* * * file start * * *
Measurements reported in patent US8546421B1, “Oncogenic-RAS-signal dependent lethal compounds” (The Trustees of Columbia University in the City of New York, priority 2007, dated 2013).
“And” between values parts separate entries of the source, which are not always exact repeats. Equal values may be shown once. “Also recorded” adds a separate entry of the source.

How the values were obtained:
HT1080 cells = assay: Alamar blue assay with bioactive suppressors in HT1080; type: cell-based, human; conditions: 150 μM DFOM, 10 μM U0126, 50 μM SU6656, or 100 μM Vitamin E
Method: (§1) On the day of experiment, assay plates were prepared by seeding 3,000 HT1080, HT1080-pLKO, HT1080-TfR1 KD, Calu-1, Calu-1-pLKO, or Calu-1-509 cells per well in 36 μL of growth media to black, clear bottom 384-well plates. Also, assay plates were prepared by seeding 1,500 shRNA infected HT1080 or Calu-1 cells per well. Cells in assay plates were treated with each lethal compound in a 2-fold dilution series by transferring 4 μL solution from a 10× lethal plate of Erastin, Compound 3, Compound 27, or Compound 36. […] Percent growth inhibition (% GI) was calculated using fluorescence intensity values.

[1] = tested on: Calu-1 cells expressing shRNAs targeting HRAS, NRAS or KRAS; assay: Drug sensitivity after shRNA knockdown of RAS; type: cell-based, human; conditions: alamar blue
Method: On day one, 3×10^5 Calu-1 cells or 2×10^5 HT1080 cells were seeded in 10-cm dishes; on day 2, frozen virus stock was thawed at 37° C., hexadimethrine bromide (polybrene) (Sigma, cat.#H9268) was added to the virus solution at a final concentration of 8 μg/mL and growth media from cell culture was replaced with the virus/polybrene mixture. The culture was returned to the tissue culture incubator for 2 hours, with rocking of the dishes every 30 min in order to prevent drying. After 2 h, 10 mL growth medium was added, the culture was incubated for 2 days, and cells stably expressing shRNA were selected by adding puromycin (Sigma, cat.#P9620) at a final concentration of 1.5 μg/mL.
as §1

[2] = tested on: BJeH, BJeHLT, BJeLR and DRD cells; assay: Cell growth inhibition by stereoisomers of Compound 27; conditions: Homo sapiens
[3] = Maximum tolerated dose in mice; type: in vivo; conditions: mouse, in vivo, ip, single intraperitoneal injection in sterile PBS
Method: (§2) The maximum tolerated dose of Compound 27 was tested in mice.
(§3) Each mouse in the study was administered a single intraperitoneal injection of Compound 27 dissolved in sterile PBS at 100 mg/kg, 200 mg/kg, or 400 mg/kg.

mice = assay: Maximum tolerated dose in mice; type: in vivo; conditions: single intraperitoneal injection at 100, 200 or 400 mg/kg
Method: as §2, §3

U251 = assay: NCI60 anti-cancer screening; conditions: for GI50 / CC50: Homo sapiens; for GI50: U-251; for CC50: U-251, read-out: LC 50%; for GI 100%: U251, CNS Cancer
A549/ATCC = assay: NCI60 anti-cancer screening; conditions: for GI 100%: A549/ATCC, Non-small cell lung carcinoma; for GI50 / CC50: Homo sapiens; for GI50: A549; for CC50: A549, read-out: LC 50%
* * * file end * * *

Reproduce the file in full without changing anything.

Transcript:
Measurements reported in patent US8546421B1, “Oncogenic-RAS-signal dependent lethal compounds” (The Trustees of Columbia University in the City of New York, priority 2007, dated 2013).
“And” between values parts separate entries of the source, which are not always exact repeats. Equal values may be shown once. “Also recorded” adds a separate entry of the source.

How the values were obtained:
HT1080 cells = assay: Alamar blue assay with bioactive suppressors in HT1080; type: cell-based, human; conditions: 150 μM DFOM, 10 μM U0126, 50 μM SU6656, or 100 μM Vitamin E
Method: (§1) On the day of experiment, assay plates were prepared by seeding 3,000 HT1080, HT1080-pLKO, HT1080-TfR1 KD, Calu-1, Calu-1-pLKO, or Calu-1-509 cells per well in 36 μL of growth media to black, clear bottom 384-well plates. Also, assay plates were prepared by seeding 1,500 shRNA infected HT1080 or Calu-1 cells per well. Cells in assay plates were treated with each lethal compound in a 2-fold dilution series by transferring 4 μL solution from a 10× lethal plate of Erastin, Compound 3, Compound 27, or Compound 36. […] Percent growth inhibition (% GI) was calculated using fluorescence intensity values.

[1] = tested on: Calu-1 cells expressing shRNAs targeting HRAS, NRAS or KRAS; assay: Drug sensitivity after shRNA knockdown of RAS; type: cell-based, human; conditions: alamar blue
Method: On day one, 3×10^5 Calu-1 cells or 2×10^5 HT1080 cells were seeded in 10-cm dishes; on day 2, frozen virus stock was thawed at 37° C., hexadimethrine bromide (polybrene) (Sigma, cat.#H9268) was added to the virus solution at a final concentration of 8 μg/mL and growth media from cell culture was replaced with the virus/polybrene mixture. The culture was returned to the tissue culture incubator for 2 hours, with rocking of the dishes every 30 min in order to prevent drying. After 2 h, 10 mL growth medium was added, the culture was incubated for 2 days, and cells stably expressing shRNA were selected by adding puromycin (Sigma, cat.#P9620) at a final concentration of 1.5 μg/mL.
as §1

[2] = tested on: BJeH, BJeHLT, BJeLR and DRD cells; assay: Cell growth inhibition by stereoisomers of Compound 27; conditions: Homo sapiens
[3] = Maximum tolerated dose in mice; type: in vivo; conditions: mouse, in vivo, ip, single intraperitoneal injection in sterile PBS
Method: (§2) The maximum tolerated dose of Compound 27 was tested in mice.
(§3) Each mouse in the study was administered a single intraperitoneal injection of Compound 27 dissolved in sterile PBS at 100 mg/kg, 200 mg/kg, or 400 mg/kg.

mice = assay: Maximum tolerated dose in mice; type: in vivo; conditions: single intraperitoneal injection at 100, 200 or 400 mg/kg
Method: as §2, §3

U251 = assay: NCI60 anti-cancer screening; conditions: for GI50 / CC50: Homo sapiens; for GI50: U-251; for CC50: U-251, read-out: LC 50%; for GI 100%: U251, CNS Cancer
A549/ATCC = assay: NCI60 anti-cancer screening; conditions: for GI 100%: A549/ATCC, Non-small cell lung carcinoma; for GI50 / CC50: Homo sapiens; for GI50: A549; for CC50: A549, read-out: LC 50%